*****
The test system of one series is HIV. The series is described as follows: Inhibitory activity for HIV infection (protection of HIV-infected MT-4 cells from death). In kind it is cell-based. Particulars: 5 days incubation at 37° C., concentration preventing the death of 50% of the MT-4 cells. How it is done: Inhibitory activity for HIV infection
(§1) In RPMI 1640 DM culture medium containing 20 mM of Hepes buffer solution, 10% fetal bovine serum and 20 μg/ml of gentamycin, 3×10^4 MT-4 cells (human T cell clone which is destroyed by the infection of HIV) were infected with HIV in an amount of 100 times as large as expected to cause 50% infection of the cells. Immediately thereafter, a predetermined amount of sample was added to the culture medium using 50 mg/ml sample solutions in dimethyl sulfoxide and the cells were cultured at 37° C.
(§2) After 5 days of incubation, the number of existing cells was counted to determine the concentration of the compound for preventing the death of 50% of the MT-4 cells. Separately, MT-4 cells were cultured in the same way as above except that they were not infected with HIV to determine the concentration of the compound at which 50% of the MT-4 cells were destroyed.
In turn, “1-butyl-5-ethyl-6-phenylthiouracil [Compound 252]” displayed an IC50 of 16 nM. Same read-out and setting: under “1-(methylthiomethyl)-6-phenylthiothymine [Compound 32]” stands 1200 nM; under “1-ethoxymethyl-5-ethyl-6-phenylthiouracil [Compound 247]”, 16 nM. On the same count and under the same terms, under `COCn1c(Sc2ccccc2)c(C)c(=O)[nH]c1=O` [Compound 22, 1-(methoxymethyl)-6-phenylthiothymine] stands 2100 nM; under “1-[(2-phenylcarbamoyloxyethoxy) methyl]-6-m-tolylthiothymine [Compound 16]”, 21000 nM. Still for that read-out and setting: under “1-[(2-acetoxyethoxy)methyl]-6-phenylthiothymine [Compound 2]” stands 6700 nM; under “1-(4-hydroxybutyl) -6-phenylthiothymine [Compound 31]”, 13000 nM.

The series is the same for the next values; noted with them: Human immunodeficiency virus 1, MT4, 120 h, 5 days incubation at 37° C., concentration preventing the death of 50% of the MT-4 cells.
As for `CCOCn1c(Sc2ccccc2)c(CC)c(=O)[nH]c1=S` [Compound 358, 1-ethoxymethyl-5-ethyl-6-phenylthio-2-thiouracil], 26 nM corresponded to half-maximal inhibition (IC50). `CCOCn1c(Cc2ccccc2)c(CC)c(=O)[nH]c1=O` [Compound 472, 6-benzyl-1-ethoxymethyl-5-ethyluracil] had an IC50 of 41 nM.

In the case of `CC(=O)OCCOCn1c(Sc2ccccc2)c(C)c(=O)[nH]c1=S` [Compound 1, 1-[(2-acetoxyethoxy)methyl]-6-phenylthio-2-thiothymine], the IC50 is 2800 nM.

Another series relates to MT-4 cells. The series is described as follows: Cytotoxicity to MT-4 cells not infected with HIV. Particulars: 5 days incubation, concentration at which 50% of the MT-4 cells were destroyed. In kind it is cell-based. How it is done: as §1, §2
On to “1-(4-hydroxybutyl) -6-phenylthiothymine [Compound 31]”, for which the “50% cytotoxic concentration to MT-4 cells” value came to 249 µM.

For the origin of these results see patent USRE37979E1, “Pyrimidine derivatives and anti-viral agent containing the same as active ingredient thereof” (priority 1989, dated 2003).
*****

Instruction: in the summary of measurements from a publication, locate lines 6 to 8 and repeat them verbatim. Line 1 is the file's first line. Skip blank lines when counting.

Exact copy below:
As for `CCOCn1c(Sc2ccccc2)c(CC)c(=O)[nH]c1=S` [Compound 358, 1-ethoxymethyl-5-ethyl-6-phenylthio-2-thiouracil], 26 nM corresponded to half-maximal inhibition (IC50). `CCOCn1c(Cc2ccccc2)c(CC)c(=O)[nH]c1=O` [Compound 472, 6-benzyl-1-ethoxymethyl-5-ethyluracil] had an IC50 of 41 nM.

In the case of `CC(=O)OCCOCn1c(Sc2ccccc2)c(C)c(=O)[nH]c1=S` [Compound 1, 1-[(2-acetoxyethoxy)methyl]-6-phenylthio-2-thiothymine], the IC50 is 2800 nM.

Another series relates to MT-4 cells. The series is described as follows: Cytotoxicity to MT-4 cells not infected with HIV. Particulars: 5 days incubation, concentration at which 50% of the MT-4 cells were destroyed. In kind it is cell-based. How it is done: as §1, §2